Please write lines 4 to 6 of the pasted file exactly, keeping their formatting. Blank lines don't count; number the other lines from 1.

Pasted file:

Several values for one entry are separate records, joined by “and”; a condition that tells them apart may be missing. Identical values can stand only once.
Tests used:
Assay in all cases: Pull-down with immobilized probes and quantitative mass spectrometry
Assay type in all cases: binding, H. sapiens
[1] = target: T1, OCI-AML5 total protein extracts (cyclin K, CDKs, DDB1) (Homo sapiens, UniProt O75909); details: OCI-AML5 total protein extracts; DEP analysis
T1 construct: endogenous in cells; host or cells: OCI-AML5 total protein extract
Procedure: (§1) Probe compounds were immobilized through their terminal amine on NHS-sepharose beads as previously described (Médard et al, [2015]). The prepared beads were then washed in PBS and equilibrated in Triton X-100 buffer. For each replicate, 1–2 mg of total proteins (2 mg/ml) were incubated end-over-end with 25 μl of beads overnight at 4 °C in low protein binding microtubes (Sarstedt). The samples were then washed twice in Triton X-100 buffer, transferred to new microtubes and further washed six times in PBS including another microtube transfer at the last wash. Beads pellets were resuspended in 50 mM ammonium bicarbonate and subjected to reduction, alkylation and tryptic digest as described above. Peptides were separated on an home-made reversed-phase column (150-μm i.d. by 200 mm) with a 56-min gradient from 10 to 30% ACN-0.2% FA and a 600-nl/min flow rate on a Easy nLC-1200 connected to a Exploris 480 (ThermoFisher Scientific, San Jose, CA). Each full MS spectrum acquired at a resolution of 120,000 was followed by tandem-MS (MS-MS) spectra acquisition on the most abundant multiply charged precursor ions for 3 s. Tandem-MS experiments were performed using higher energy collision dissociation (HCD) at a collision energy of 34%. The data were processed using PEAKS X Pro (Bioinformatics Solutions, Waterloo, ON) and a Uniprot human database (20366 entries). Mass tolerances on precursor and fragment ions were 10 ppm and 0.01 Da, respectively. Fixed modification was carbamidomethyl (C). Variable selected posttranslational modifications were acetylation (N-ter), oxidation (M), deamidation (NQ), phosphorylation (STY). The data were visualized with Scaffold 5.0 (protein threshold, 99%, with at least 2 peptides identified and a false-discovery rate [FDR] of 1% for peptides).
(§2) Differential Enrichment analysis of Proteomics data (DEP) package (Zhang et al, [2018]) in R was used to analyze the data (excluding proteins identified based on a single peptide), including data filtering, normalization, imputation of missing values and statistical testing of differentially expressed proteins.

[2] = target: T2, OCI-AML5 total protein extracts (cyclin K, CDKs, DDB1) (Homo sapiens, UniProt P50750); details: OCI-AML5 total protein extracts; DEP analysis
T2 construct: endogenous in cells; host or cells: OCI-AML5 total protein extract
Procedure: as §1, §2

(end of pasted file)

Assay type in all cases: binding, H. sapiens
[1] = target: T1, OCI-AML5 total protein extracts (cyclin K, CDKs, DDB1) (Homo sapiens, UniProt O75909); details: OCI-AML5 total protein extracts; DEP analysis
T1 construct: endogenous in cells; host or cells: OCI-AML5 total protein extract